A picture of Warden Norton (Bob Gunton) from The Shawshank Redemption (1994) can be seen hanging from the wall in Shawshank prison.

Some filming took place at West Virginia State Penitentiary in Moundsville, West Virginia. The penitentiary once housed two thousand four hundred violent criminals with eighty-five executions taking place on the property, along with murder, rape, and suicides. The one hundred forty-two-year-old penitentiary is considered, to some, as one of the most haunted sites in the state.

Michael Rooker played Sheriff Alan Pangborn in The Dark Half (1993) while Ed Harris played Pangborn in Needful Things (1993). Scott Glenn portrays an older Alan Pangborn on this program.

Marc Bernardin (Fatman on Batman, comic writer, pop culturist) left his position as Entertainment editor of the "Los Angeles Times" to be a writer on the series.

The trailer for the show teased the appearance of Pennywise, the main villain in It (2017). Bill Skarsgård played that role in that film, but will be playing a different character in this show.

In the opening scene, the warden is listening to 100.3 FM. WKIT in Bangor, Maine. This is a classic rock station owned by Stephen King, along with WZON, which is also referenced in many of King's works.

The song that is playing when Warden Lacey commits suicide, "Che soave zeffiretto", Le nozze di Figaro is also heard in The Shawshank Redemption (1994) when Andy gets the shipment of books and records in for the library and barricades himself in the warden's office so he can play it over the prison's P.A. system.

This is the second time for Melanie Lynskey, Terry O'Quinn, Bill Skarsgård, Chosen Jacobs, and Sissy Spacek to be in a Stephen King adaptation. Melanie was in Rose Red (2002), Terry was in Silver Bullet (1985), Bill and Chosen in both parts of It (1990), and Sissy was in Carrie (1976).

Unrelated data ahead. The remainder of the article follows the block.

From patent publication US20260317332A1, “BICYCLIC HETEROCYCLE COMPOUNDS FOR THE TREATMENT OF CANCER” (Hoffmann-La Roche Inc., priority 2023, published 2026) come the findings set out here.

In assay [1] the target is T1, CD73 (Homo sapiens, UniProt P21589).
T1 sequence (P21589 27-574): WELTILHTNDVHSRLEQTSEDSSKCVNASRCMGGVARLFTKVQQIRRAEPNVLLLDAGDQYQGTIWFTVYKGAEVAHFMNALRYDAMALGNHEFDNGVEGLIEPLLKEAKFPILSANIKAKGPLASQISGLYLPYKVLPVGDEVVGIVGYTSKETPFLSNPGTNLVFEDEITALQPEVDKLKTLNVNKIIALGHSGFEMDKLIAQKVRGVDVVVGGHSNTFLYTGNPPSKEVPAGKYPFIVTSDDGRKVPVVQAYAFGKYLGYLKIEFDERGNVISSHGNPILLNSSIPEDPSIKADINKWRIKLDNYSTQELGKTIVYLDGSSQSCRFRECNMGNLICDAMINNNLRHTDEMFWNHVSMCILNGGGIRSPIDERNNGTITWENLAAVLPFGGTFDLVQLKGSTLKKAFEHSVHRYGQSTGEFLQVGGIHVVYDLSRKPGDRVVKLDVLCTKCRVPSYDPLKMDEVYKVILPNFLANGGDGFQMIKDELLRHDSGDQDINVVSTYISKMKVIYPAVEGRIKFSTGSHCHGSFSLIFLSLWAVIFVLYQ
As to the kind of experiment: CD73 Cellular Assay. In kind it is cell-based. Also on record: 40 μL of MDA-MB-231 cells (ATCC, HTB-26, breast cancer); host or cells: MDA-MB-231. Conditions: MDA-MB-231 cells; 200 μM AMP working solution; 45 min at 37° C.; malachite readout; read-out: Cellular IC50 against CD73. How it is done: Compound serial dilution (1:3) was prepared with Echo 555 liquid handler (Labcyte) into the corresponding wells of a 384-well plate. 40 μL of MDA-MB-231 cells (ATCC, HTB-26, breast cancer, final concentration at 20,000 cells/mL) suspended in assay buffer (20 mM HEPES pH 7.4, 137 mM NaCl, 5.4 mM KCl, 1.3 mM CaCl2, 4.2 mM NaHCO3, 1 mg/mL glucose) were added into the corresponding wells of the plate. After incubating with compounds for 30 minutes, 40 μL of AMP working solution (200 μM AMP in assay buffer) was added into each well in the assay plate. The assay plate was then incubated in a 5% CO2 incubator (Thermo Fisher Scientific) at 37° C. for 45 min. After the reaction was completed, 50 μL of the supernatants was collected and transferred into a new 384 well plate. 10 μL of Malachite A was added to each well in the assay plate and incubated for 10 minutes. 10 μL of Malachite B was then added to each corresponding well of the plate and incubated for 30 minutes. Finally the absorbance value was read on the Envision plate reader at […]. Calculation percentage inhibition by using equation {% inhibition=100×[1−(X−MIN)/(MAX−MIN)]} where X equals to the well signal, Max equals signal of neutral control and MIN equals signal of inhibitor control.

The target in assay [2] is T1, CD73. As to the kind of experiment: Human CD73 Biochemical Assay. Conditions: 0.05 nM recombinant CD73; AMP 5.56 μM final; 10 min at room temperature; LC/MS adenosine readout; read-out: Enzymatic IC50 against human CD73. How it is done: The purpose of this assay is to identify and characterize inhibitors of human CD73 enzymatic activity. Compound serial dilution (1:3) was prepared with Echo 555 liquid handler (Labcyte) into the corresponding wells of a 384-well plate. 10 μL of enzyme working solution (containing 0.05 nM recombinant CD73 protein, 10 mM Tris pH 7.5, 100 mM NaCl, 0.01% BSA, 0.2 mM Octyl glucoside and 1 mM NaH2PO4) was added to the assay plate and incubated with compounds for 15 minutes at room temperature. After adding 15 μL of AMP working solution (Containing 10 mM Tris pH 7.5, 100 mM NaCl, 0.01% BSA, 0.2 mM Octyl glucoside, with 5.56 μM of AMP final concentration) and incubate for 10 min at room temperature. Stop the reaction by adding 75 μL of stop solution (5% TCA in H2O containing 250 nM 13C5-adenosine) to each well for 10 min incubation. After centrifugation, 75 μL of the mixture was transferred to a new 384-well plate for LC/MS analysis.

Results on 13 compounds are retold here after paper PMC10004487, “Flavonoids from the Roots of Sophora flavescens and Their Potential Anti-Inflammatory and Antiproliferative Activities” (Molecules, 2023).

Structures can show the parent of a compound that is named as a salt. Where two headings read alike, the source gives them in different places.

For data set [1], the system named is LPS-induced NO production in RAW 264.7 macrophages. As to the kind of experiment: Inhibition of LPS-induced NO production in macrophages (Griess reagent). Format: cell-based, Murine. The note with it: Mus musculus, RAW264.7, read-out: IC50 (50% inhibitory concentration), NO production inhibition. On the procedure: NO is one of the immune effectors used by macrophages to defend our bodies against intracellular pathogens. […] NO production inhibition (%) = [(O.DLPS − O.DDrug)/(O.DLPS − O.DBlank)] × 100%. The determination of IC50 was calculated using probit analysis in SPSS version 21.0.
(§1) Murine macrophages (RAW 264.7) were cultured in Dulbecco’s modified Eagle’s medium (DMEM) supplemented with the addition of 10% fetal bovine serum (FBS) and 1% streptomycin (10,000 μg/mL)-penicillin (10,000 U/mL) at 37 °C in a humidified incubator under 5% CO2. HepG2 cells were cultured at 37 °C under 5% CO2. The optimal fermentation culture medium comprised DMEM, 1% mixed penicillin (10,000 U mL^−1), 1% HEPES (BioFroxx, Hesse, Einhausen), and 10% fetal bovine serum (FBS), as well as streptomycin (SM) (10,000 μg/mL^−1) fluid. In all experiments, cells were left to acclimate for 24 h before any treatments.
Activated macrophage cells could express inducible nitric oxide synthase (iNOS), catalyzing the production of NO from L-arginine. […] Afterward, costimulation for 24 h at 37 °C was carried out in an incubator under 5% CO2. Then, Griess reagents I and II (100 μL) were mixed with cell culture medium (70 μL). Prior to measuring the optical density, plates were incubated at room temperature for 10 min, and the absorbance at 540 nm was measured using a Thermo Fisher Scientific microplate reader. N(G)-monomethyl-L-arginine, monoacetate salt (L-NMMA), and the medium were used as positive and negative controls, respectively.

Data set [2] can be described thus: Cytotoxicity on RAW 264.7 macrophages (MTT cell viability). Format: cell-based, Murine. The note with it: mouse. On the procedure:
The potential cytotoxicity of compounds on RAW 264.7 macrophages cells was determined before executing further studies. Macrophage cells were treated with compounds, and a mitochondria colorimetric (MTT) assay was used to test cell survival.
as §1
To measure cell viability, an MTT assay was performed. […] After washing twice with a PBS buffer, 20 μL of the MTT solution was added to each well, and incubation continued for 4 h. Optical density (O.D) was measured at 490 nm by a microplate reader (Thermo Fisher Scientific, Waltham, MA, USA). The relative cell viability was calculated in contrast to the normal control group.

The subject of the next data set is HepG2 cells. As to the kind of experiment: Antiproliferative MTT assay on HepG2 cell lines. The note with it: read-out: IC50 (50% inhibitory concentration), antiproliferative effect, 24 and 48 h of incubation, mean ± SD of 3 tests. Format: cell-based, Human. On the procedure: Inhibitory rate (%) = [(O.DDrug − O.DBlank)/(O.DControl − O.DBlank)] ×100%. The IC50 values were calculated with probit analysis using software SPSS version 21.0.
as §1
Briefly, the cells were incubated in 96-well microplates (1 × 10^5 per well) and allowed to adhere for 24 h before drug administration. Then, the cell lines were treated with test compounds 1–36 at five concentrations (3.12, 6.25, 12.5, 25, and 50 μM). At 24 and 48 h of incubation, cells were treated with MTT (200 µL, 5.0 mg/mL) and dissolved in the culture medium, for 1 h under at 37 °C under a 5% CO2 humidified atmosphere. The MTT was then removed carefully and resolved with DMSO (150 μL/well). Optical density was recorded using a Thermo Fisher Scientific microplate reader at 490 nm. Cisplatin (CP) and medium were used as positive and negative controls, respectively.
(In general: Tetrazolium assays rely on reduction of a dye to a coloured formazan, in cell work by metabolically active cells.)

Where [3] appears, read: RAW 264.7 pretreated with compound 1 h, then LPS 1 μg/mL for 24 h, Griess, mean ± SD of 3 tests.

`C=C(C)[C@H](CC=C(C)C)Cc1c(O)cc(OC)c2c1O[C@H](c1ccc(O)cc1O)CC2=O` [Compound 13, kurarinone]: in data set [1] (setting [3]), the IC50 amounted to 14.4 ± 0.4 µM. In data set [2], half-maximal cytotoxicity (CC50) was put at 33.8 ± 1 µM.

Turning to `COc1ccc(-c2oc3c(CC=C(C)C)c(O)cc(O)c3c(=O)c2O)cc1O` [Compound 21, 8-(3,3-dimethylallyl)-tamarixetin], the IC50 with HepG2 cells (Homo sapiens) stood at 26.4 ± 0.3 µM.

Bill Skarsgård had to lose weight to play a Shawshank prisoner in this show.

Bill Skarsgård shot this series in between two other Stephen King projects: It (2017) and It: Chapter Two (2019).

Castle Rock is the same town where Gordie, Chris, Teddy, and Vern lived in the story Stand By Me.

Sissy Spacek's real-life daughter Schuyler Fisk plays the younger version of her mother's character Ruth Deaver. She can be seen in episode one, and also in old photos of the Deaver family.

Bill Skarsgård and Chosen Jacobs, who played Pennywise and Young Mike Hanlon respectively in It (2017), are in this series, which is also based on Stephen King stories.

Marks the second collaboration between J.J. Abrams, Stephen King, and Hulu; the first being 11.22.63 (2016).

In episode two, Henry Deaver is at the home of the deceased warden Dale Lacy looking through his belongings. He comes across a folder with news paper clippings, the headline of one reads: "Rabid Dog Tears Through Town". This is a reference to Cujo, a book written by Stephen King that was also turned into a movie.

In the "This Place" teaser trailer, if you pause it forty-three seconds in, you can see three pictures ending with a picture of Terry O'Quinn as "Dale Lacy". The first picture is Bob Gunton as "Warden Norton" from The Shawshank Redemption (1994). This leads us to believe that the "Dale Lacy" character would be the new or current warden at Shawshank Prison.

Castle Rock was also featured in The Dead Zone (1983), Stand by Me (1986), The Dark Half (1993), and Needful Things (1993), all books by Stephen King.

Scott Glenn's character of Sheriff Alan Pangborn previously appeared in Needful Things (1993), in which Ed Harris played the part. Glenn and Harris appeared in The Right Stuff (1983) and Absolute Power (1997).

Ann Cusack's brother, John Cusack, appeared in Stand by Me (1986), which was based on the Stephen King novella The Body, which also takes place in Castle Rock.

Although it is an obvious reference, Jackie Torrance reveals in episode five that her uncle is none other than Jack Torrance of The Shining. She states her actual name is Diane, but took the name Jackie as a slight to her parents.